Founded as the Swallow Sidecar Company in 1922 by two motorcycle enthusiasts, William Lyons and William Walmsley, the Jaguar name first appeared on a 2.5 liter saloon in 1935. This name was given to the entire company in 1935. Jaguar made its name in the 1950s with a series of elegantly-styled sports cars and luxury saloons. The company bought the Daimler car company in 1960 from Birmingham Small Arms Company (BSA). From the late 1960s, Daimler was used as a brand name for Jaguar's most luxurious saloons. Jaguar merged with the British Motor Corporation (BMC), the Austin-Morris combine, to form the British Motor Holdings (BMH) in 1966. After merging with Leyland and Rover the resultant company then became British Leyland Motor Corporation (BLMC) in 1968. Jaguar cars gained something of a reputation for unreliability during the 1970s and 1980s, however this has improved considerably in the last 20 years. In 1989 the Ford Motor Company purchased BLMC and since then, the Jaguar's reliability and build improved dramatically, even surpassing that of Audi and Mercedes Benz in the J.D. Power Customer Satisfaction Survey.
In 1997, Jaguar Cars, Inc. became the exclusive distributor of Jaguar cars in the Philippines. Headed by Mr. Wellington Soong, the company features Jaguar models such as the X-type, S-type, XJ, Daimler, and XK.
What makes these Jaguar cars so special? I got to test the Jaguar XJ8L in particular and got a good idea on why it was hailed number one in the 2003 Top Gear Survey. For one thing, the vehicle ran immensely well, considering the powerful 4.2 liter V8 engine with 300 BHP and 310 DIN Lb ft matched with a 6 speed transmission. According to specs, limited top speed is 250 km/h and 0-100 km/hr acceleration is at 6.6 seconds. When driven at high speeds and when cornering at tight turns, the traction control system worked overtime together with the Anti-lock brake system. To obtain better stopping power I had to depress the brake pedal further down.
Driving on "sports mode" made the engine rev on maximum capacity and made the air suspension stiffen. On normal or "comfort mode", the engine revved less when the Jaguar XJ8L up-shifted, and the air suspension softened. Mark Soong of Jaguar Cars Inc. briefed me on the technical aspects of the Jaguar XJ8L, particularly the unique and distinctly all new advance aluminum monocoque structure which is apparently light and exceptionally strong. The vehicle seemed to accelerate easily due to the lighter weight, though I observed that when running over a hump, the vehicle lurched a little but still retained that sound and stable feeling for the passenger.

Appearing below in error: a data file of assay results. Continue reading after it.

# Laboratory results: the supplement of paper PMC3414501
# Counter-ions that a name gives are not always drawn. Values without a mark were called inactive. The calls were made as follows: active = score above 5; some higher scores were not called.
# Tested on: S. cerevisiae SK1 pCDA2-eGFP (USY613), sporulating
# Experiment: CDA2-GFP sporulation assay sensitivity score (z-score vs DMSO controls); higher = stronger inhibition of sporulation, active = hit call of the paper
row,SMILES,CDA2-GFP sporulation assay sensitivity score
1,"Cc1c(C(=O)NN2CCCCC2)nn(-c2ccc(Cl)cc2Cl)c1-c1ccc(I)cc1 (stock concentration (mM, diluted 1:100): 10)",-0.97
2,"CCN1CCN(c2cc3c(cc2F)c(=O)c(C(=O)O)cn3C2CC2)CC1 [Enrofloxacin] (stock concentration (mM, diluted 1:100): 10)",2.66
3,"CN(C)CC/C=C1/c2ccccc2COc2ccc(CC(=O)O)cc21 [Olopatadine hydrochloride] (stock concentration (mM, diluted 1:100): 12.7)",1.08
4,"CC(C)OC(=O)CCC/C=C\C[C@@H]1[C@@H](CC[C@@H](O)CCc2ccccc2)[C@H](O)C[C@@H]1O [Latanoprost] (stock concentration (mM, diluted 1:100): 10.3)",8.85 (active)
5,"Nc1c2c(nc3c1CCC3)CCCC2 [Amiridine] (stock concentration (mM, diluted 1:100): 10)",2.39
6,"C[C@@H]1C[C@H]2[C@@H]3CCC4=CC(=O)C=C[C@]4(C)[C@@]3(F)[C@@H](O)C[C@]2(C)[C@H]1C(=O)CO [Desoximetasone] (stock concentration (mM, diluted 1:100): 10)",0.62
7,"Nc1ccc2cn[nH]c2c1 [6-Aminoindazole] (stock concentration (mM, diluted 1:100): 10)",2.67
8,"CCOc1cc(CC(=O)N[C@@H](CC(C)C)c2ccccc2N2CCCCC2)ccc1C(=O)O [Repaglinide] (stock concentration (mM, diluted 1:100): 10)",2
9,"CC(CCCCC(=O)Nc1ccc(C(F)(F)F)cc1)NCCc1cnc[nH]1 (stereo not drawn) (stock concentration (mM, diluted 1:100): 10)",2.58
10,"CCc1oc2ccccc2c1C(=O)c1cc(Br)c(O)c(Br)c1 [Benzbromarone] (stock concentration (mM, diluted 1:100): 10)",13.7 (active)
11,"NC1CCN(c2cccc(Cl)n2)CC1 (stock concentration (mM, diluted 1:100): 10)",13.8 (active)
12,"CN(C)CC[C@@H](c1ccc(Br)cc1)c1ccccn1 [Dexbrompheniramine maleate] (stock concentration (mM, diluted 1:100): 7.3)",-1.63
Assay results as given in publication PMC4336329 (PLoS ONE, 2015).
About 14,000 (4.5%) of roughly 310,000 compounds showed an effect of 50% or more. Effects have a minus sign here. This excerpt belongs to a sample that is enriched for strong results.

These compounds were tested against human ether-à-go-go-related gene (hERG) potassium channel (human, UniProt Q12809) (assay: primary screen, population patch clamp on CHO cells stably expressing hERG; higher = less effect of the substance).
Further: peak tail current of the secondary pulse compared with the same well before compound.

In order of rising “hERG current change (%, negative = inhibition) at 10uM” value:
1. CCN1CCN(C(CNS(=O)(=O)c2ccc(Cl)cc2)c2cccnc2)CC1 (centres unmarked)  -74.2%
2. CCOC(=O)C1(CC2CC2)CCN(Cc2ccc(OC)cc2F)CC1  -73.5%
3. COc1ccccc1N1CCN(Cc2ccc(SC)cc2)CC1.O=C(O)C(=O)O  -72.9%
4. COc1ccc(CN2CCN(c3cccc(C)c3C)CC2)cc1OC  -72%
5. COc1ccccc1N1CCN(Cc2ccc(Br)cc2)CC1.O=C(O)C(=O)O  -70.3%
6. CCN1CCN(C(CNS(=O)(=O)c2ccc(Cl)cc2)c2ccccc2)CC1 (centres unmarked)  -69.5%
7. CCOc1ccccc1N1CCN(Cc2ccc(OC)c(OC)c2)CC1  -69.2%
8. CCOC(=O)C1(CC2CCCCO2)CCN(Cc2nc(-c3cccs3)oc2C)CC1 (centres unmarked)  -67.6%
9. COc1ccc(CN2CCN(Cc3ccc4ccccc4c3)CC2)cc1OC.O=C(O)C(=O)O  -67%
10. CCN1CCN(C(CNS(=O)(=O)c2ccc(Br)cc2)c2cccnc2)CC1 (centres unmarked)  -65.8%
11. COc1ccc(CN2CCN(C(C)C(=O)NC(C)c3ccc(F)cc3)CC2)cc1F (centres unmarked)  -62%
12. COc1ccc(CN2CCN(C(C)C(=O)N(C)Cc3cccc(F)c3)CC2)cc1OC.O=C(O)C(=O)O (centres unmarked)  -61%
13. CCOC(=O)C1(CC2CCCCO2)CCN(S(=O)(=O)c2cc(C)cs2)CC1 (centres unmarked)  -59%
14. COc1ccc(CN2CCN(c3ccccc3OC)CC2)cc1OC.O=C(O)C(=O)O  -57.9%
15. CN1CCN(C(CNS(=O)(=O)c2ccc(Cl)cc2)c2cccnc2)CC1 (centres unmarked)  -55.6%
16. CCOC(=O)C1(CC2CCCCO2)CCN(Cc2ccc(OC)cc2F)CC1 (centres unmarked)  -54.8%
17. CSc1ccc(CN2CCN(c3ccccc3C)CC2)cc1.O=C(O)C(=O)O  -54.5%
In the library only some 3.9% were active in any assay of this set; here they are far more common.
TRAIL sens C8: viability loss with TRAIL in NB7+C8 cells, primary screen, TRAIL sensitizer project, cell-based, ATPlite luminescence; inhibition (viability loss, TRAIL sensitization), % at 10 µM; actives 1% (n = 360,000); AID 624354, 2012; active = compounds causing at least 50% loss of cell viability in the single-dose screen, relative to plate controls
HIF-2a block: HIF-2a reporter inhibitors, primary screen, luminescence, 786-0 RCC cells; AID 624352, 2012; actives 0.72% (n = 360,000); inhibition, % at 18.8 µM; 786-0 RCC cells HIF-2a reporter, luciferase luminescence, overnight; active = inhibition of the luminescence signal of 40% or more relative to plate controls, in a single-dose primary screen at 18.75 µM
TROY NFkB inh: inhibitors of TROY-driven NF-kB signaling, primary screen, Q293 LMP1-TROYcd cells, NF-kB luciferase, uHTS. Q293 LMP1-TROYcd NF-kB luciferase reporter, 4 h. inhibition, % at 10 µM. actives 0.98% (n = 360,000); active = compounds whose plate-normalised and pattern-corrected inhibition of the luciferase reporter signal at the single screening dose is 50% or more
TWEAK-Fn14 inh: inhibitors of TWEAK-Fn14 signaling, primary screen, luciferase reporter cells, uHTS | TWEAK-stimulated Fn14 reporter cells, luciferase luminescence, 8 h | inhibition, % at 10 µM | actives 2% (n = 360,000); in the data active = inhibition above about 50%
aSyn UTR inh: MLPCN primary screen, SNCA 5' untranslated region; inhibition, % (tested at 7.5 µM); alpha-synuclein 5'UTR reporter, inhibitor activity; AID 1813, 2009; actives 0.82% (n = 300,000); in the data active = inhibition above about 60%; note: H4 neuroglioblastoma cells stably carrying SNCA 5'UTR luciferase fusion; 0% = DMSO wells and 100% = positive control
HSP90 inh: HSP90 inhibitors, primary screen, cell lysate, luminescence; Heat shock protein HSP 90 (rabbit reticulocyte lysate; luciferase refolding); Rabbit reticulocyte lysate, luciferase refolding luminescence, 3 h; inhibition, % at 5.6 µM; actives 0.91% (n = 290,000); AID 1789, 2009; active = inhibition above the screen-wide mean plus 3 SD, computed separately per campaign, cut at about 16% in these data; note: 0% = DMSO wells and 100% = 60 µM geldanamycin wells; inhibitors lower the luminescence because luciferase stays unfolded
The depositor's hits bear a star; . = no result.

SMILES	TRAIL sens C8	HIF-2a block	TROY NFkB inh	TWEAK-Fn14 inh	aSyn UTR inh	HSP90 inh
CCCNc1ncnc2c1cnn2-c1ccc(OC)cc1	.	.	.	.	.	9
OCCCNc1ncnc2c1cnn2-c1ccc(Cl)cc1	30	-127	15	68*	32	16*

I got the full Jaguar XJ8L experience from the moment I sat inside. The first thing I noticed was the enticing smell of genuine leather and wood. The second thing was the intricately designed dashboard with all the switches and buttons within reach. The dual zone air-conditioning available both in the front and the rear instantly cooled the vehicle's interior which was sound-proof. I could enjoy the drive in silence since the sounds from outside were muffled and muted. Interior space was definitely not skimped on—the Jaguar XJ8L has generously allotted space for legroom, headroom, and elbow room. Convenience for the passenger was well thought of since there were ample and easily accessible ashtrays, cup holders, 12-volt plugs for cell phones, laptops and other electronic gadgets. Each electric window could be rolled up or down with just one touch. Entertainment packages which include front headset monitors for the DVD are optional amenities.
Driving the Jaguar XJ8L has given me first hand knowledge on how it is like to drive like royalty. It's actually not very difficult picturing HRH in the Jaguar XJ8L—with me seated at the back, or must it be the other way around?